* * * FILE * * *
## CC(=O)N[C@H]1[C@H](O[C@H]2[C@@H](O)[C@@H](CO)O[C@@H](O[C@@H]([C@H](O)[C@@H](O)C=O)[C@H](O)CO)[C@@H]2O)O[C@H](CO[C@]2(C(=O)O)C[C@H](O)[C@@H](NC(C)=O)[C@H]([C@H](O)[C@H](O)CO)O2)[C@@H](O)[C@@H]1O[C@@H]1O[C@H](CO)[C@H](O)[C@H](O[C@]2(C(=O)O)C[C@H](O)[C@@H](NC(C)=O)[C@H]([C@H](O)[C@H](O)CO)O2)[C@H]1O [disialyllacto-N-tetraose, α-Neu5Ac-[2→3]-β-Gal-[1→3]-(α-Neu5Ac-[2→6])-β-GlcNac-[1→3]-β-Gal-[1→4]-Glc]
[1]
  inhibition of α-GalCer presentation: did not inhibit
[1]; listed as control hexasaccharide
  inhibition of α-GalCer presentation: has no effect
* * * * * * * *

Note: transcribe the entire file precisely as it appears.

## CC(=O)N[C@H]1[C@H](O[C@H]2[C@@H](O)[C@@H](CO)O[C@@H](O[C@@H]([C@H](O)[C@@H](O)C=O)[C@H](O)CO)[C@@H]2O)O[C@H](CO[C@]2(C(=O)O)C[C@H](O)[C@@H](NC(C)=O)[C@H]([C@H](O)[C@H](O)CO)O2)[C@@H](O)[C@@H]1O[C@@H]1O[C@H](CO)[C@H](O)[C@H](O[C@]2(C(=O)O)C[C@H](O)[C@@H](NC(C)=O)[C@H]([C@H](O)[C@H](O)CO)O2)[C@H]1O [disialyllacto-N-tetraose, α-Neu5Ac-[2→3]-β-Gal-[1→3]-(α-Neu5Ac-[2→6])-β-GlcNac-[1→3]-β-Gal-[1→4]-Glc]
[1]
  inhibition of α-GalCer presentation: did not inhibit
[1]; listed as control hexasaccharide
  inhibition of α-GalCer presentation: has no effect